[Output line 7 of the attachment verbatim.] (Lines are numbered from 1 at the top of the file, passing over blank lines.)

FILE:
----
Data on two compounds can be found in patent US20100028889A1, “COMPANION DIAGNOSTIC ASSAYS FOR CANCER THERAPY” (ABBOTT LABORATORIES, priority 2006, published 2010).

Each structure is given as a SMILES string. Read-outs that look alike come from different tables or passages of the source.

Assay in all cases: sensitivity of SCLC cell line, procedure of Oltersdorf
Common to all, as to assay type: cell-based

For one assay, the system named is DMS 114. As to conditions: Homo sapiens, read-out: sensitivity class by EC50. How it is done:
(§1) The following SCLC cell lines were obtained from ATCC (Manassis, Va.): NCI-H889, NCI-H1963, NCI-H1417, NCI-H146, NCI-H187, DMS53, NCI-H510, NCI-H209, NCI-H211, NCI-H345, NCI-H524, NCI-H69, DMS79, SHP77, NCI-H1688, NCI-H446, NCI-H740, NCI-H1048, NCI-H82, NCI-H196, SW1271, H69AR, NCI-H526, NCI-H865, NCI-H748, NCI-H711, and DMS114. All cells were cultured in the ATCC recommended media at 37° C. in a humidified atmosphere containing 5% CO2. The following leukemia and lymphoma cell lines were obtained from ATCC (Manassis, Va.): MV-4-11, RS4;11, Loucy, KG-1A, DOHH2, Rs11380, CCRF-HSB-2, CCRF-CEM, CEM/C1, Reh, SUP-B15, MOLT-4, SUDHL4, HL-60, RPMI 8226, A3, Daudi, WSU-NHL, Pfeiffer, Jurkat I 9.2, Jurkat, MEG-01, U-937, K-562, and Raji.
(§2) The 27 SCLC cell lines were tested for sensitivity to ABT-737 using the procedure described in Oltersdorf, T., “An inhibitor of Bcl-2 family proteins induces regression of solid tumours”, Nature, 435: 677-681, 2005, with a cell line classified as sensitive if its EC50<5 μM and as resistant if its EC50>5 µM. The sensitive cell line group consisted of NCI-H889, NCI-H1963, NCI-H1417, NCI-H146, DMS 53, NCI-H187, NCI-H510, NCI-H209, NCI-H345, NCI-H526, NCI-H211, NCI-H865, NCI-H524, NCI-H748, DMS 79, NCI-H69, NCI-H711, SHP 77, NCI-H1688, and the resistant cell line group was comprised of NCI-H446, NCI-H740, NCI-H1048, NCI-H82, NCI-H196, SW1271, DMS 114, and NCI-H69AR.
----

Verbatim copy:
(§2) The 27 SCLC cell lines were tested for sensitivity to ABT-737 using the procedure described in Oltersdorf, T., “An inhibitor of Bcl-2 family proteins induces regression of solid tumours”, Nature, 435: 677-681, 2005, with a cell line classified as sensitive if its EC50<5 μM and as resistant if its EC50>5 µM. The sensitive cell line group consisted of NCI-H889, NCI-H1963, NCI-H1417, NCI-H146, DMS 53, NCI-H187, NCI-H510, NCI-H209, NCI-H345, NCI-H526, NCI-H211, NCI-H865, NCI-H524, NCI-H748, DMS 79, NCI-H69, NCI-H711, SHP 77, NCI-H1688, and the resistant cell line group was comprised of NCI-H446, NCI-H740, NCI-H1048, NCI-H82, NCI-H196, SW1271, DMS 114, and NCI-H69AR.